As the storm surrounding HFC credits rumbles on questions are starting to be asked about other offset credit types. In a short report entitled ‘[Hydro CERs and the EU ETS 2009](/site_media/pdfs/reports/Hydro_CERs_and_EU_ETS.pdf “”)’ Sandbag takes a brief look at another credit type and one which is already subject to additional quality criteria, Hydro CERs.
Article 11b paragraph 6 of the EU ETS directive sets out that Member States shall ensure hydroelectric power production exceeding 20MW adhere to relevant international criteria and guidelines approved, including those contained in the November 2000 World Commission on [Dams report](http://www.dams.org/report/ “”).
Based on this additional requirement Sandbag has made the distinction between credits from ‘large’ and ‘small’ hydroelectric power projects. In 2009 a total of 78.3 million CERs were surrendered for compliance in the EU ETS, 3% of that total came from hydroelectric projects (2% large and 1% small). This equates to 2.3 million (1.6m large and 0.8m small) hydro CERs being used for compliance in the EU ETS. This report pinpoints which EU Member States are surrendering the most, from which host countries they originate from and a more detailed look at the CERs from the lone [Gold Standard](http://www.cdmgoldstandard.org/ “”) project present.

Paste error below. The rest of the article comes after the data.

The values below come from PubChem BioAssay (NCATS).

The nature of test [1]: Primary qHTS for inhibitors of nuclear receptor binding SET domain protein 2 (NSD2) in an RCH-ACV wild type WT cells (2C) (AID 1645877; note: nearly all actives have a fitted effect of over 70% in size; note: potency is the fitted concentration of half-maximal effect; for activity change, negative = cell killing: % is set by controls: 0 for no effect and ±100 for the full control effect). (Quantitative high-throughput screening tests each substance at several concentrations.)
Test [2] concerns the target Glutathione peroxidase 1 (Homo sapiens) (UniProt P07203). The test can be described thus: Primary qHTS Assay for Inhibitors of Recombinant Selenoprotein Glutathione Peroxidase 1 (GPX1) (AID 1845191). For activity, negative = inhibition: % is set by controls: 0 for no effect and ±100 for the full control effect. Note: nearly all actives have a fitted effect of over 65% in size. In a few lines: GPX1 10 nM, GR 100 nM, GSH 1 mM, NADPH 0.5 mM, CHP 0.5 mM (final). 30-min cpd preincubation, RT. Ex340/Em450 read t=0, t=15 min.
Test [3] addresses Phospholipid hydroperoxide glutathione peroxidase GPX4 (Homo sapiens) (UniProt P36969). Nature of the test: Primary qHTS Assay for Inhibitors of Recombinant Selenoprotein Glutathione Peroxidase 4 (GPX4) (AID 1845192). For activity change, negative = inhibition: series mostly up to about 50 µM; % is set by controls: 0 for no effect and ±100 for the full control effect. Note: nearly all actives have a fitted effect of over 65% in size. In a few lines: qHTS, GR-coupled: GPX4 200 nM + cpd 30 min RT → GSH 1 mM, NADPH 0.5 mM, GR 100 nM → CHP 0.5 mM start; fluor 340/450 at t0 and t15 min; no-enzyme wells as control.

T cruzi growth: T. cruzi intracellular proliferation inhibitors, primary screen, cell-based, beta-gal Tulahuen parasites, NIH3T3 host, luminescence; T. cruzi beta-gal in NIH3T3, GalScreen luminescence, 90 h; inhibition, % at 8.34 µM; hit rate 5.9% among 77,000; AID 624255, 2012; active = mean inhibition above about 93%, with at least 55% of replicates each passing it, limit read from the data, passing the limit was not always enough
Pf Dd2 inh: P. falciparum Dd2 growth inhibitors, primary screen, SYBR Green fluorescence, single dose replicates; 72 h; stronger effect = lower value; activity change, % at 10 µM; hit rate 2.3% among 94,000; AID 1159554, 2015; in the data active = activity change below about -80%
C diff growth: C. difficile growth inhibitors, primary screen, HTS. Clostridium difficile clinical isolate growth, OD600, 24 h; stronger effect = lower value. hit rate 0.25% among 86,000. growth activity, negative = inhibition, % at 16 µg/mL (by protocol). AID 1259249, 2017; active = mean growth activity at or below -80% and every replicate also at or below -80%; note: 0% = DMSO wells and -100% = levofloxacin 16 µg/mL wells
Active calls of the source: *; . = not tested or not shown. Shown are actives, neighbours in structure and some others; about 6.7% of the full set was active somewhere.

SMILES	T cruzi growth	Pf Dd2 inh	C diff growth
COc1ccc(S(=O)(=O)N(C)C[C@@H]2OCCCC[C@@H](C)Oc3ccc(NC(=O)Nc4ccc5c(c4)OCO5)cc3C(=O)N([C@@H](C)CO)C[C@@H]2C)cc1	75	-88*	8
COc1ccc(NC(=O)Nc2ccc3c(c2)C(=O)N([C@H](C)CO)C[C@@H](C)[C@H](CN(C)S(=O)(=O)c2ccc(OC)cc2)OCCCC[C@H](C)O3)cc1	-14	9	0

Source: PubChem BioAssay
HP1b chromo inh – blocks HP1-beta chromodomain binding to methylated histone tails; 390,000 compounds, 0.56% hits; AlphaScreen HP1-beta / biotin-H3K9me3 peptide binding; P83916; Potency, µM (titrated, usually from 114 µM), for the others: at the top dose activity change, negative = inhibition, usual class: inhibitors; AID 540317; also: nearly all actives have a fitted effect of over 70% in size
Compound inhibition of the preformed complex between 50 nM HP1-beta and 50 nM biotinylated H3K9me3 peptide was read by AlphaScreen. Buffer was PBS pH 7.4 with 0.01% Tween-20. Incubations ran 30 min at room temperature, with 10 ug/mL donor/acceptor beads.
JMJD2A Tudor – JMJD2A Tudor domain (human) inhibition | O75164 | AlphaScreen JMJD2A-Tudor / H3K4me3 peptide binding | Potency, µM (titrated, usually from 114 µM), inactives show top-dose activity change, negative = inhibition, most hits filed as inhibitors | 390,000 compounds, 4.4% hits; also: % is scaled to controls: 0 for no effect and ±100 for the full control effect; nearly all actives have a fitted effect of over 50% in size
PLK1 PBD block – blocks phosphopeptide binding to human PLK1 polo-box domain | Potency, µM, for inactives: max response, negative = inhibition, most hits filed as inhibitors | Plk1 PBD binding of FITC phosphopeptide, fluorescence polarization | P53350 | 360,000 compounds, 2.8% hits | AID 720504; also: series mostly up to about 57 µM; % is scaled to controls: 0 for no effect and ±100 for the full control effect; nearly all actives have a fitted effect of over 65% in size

The debate about the quality of offset credits that can be used in the ETS is already underway with the European Commission expected to publish recommendations for introducing more stringent quality criteria well before the start of the next trading period in 2013. These will apply to offset usage in the ETS only. Separate policy decisions would need to be reached to limit credits used by EU countries for their Kyoto compliance.
Two issues are central to this debate – whether the credits represent good value for money for the EU and whether the emissions reductions credited are genuine, additional and contributing to meaningful sustainable development in the host country. Some hydro projects can prove problematic in that in many countries they represent Business As Usual development patterns. In some cases they can also lead to very negative social and environmental impacts. Once built, however, they can also provide countries with a long lasting renewable source of reliable and low cost energy, with many advantages over alternative, fossil based development options.
It seems likely that in the future criteria based on size alone will not prove effective at distinguishing between ‘good’ and ‘bad’ hydro projects and the EU will need to develop its own comprehensive assessment criteria.